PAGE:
Edwin's wives represent a portion of the titular prison: Mollie grasps him in the guilt of unsaid goodbyes, while Mary's unhinged mental state imprisons his daily existence. Though she has just one line of dialogue, Burkholder's Mollie silently entrances, while Doherty-Elst's Mary is verbose, imperious, and unmistakably mad.
But the ladies must make way for the Booth brothers, without whom this show couldn't be an excellent one. In reality, picking a favorite Booth requires no thought — but picking a favorite in This Prison Where I Live? It's too close to call.
McDaris exudes all the spellbinding conviction of a renowned thespian, while simultaneously crumbling within the confines of Edwin's mental and emotional distress. As for Hagen, he brings such Southern swagger, humor, and charm to John Wilkes, you almost forget how the man's actions shattered America in 1865. The two men play off each other with wonderful ease, capturing a brotherly bond that's believable and complex.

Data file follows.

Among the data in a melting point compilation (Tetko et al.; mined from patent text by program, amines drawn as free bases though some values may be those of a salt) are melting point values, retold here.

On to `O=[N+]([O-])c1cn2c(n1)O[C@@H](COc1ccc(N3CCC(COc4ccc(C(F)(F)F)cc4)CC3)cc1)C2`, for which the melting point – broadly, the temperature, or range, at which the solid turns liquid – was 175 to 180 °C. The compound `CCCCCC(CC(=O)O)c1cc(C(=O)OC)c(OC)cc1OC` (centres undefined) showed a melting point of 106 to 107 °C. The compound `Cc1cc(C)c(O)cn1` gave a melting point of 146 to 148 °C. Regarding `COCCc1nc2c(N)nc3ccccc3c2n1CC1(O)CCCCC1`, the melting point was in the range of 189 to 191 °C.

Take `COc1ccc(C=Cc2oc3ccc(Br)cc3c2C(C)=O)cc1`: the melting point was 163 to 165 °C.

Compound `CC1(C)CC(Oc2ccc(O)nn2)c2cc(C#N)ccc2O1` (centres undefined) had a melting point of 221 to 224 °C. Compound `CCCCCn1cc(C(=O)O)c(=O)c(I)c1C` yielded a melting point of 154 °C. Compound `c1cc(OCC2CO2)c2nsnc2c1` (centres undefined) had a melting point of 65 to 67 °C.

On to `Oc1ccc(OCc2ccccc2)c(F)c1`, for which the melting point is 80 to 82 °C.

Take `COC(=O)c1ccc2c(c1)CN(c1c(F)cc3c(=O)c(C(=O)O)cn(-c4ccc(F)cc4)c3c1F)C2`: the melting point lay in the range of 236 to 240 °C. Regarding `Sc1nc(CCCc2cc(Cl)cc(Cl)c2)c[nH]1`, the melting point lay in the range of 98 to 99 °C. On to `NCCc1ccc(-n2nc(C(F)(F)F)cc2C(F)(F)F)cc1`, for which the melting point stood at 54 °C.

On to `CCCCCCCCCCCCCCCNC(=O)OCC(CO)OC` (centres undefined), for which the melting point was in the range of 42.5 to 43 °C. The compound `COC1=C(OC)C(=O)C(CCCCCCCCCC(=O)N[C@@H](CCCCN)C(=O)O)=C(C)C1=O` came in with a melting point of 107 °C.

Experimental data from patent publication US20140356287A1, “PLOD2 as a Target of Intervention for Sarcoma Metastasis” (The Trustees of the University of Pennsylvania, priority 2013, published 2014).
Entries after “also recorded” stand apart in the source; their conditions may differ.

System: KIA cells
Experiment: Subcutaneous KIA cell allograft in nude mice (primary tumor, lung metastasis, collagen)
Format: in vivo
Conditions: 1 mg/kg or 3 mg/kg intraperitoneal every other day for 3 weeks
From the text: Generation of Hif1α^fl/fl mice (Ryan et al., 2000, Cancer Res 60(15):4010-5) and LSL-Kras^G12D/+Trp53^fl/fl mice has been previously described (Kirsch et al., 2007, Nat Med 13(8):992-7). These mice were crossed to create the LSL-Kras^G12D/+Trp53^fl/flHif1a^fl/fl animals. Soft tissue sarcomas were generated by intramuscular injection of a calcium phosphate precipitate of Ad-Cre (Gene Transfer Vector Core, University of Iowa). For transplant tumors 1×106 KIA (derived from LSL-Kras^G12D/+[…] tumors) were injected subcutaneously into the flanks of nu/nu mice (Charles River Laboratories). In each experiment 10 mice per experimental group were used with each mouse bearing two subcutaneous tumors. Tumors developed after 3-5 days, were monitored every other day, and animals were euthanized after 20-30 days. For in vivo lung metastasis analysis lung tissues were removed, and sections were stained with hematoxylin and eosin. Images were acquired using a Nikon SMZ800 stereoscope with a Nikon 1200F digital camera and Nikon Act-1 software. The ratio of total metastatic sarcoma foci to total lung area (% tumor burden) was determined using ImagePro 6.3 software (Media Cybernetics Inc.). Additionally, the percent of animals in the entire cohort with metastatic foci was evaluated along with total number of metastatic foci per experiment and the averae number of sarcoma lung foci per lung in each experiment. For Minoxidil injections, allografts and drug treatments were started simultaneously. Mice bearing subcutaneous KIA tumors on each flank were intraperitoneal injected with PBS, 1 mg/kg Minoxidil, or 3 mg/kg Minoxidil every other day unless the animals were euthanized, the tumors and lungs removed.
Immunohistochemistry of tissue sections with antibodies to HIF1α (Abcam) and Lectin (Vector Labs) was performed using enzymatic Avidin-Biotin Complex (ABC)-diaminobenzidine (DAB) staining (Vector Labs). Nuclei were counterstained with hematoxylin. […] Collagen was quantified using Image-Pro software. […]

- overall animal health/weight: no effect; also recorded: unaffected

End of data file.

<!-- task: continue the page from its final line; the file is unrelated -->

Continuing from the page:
Iannone's articulate, commanding spirit comes through in the characters she's written and the actors she's directed.
Going into Theater RED, I was one of those who knew very little of Edwin Booth, apart from his villainous brother. I left This Prison Where I Live contemplating a life lived in another's history-shattering wake. Iannone's achievement, beyond the work itself and assembling such a stellar group of creatives, lies in encouraging a curiosity for histories both infamous and intimate.
Tales of Booth family resumes with 'In This Prison'
BY JULIE McHALE - Post Theater Critic
Aug 30, 2018 Updated Jan 24, 2020